Friday, June 11, 2010

How Do Judges Determine Credibility of Witnesses?

One difference between Bankruptcy Court and other courts is that the facts are frequently not in dispute and the trial revolves around the meaning of the facts. Other times, the witnesses together present different pieces of a puzzle without directly contradicting each other. However, every once in a while, there is a trial where the witness testimony is so irreconcilable that someone has to be lying. In those rare cases, the Court has to determine who is credible and who is not. In the recent case of Wallace v. Perry, Adv. No. 08-3299 (Bankr. S.D. Tex. 2/3/10), Judge Jeff Bohm had to weigh the credibility of some 26 witnesses. He judged the witnesses in terms of both credibility and weight. So what can we learn from the Judge’s examination? (This is the second in a series of posts about Judge Bohm’s remarkable 118 page opinion in this case.).

Consistency Counts

In this case, the Court found that the defendant was not credible. The Judge made extensive findings as to his lack of credibility. Among other things, the Court stated:

After this initial attempt to appear credible, however, Perry frequently had difficulty telling the truth, the whole truth and nothing but the truth. Perry’s lack of credibility was obvious throughout his testimony. He often answered “I don’t know” and “I don’t remember” when asked questions by opposing counsel. Moreover, his testimony changed as need dictated. His answers were highly contradictory throughout the course of questioning. Perry’s lack of credibility spanned nearly every topic that counsel raised.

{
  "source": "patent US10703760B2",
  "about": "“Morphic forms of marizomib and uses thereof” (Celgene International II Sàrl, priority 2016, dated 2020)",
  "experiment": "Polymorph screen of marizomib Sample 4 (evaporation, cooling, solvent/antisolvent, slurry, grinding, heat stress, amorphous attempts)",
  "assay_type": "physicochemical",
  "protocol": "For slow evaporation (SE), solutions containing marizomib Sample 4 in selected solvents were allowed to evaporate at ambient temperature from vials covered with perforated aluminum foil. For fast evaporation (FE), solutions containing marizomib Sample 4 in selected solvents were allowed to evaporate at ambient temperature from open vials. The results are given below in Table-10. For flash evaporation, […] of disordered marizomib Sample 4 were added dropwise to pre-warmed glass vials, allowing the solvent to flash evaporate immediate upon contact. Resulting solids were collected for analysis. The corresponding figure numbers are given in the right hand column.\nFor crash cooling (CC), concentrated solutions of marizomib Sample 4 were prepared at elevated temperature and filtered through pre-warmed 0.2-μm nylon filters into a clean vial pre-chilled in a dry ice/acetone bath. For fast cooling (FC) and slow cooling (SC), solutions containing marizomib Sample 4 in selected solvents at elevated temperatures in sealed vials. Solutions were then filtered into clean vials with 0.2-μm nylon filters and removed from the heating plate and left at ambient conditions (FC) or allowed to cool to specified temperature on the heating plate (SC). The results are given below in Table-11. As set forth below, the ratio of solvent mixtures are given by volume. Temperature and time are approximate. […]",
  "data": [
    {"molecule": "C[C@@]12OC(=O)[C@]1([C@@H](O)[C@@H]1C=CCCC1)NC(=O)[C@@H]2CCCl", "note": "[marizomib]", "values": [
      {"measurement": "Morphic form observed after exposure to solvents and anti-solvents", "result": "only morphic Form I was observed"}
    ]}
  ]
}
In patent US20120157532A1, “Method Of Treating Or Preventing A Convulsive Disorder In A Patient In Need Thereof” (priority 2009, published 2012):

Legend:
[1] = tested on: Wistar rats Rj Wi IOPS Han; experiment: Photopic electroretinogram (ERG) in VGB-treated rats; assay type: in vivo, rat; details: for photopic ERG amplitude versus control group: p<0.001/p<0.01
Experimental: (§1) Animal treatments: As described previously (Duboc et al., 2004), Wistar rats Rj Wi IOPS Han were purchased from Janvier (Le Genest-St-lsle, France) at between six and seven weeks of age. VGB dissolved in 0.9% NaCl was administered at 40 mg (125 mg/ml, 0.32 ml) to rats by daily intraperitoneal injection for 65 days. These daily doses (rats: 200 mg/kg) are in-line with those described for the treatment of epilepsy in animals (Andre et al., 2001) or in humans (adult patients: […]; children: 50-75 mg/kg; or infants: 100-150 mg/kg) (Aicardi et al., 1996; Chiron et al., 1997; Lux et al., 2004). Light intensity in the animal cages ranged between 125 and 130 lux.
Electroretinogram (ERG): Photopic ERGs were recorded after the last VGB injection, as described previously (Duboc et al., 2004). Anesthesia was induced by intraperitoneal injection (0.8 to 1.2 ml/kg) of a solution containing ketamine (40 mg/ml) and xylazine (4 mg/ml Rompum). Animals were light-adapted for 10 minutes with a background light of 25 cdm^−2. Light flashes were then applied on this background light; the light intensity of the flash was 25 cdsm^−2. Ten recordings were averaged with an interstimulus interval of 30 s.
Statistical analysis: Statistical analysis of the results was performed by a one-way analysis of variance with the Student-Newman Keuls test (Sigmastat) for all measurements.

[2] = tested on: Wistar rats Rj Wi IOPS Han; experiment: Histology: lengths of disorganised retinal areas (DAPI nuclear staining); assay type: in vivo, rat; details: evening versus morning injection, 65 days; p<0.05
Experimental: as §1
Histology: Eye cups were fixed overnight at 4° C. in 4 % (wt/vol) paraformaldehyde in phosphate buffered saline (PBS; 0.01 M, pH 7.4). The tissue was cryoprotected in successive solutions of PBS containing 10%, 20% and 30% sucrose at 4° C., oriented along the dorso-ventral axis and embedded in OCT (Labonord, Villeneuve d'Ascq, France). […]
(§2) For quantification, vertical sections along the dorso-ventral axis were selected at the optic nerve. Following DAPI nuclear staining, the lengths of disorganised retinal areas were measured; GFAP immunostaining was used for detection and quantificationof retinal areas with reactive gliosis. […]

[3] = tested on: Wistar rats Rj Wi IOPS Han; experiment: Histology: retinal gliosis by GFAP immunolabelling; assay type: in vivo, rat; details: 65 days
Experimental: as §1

Opinion, p. 33. In case there was any question, the judge followed up with six pages of examples.

Obviously, it’s a problem when the judge finds that the witness “had difficulty telling the truth, the whole truth, and nothing but the truth.” In this case, the debtor lost credibility by both contradicting his own testimony and by answering his own counsel’s questions directly, but not knowing anything when questioned by opposing counsel. Frequently, I will advise clients to answer yes, no or I don’t know whenever possible in responding to opposing counsel. This is helpful in focusing the client on answering the question and only the question. However, this advice must be balanced with instructions to always answer questions directly and not to develop a convenient memory.

In contrast, the Court found the following witness to be credible:

While Wallace was slightly guarded in some of his answers as the trial progressed, he did not evade questions posed to him; rather, he responded clearly. Indeed, even when he knew that answers to certain questions posed to him were not favorable to his position, Wallace answered honestly. This Court gives significant weight to Wallace’s testimony and considers him to be a credible witness.
Opinion, p. 45.

Everyone Has a Bias; Deal With It

The Court made extensive findings as to the bias of various witnesses. However, some witnesses lost credibility due to bias, while others held up despite bias. Here are some examples.

Overcome by Bias

While Hoffman claimed that she does not like Perry, she still refused to bite the hand that fed her. . . . Though she attempted to be credible, her priority was protecting her former employer, Perry. Overall, Hoffman’s testimony lacked credibility and the Court gives little weight to her testimony.
Opinion, p. 39.
Frishberg attempted to answer questions truthfully, but his answers were colored by his bias. Frishberg was very angry at Wallace, Bajjali and Perry for the failure of the Partnership, and this bias was reflected in many of his responses. Given these circumstances, the Court gives some, but not significant, weight to his testimony.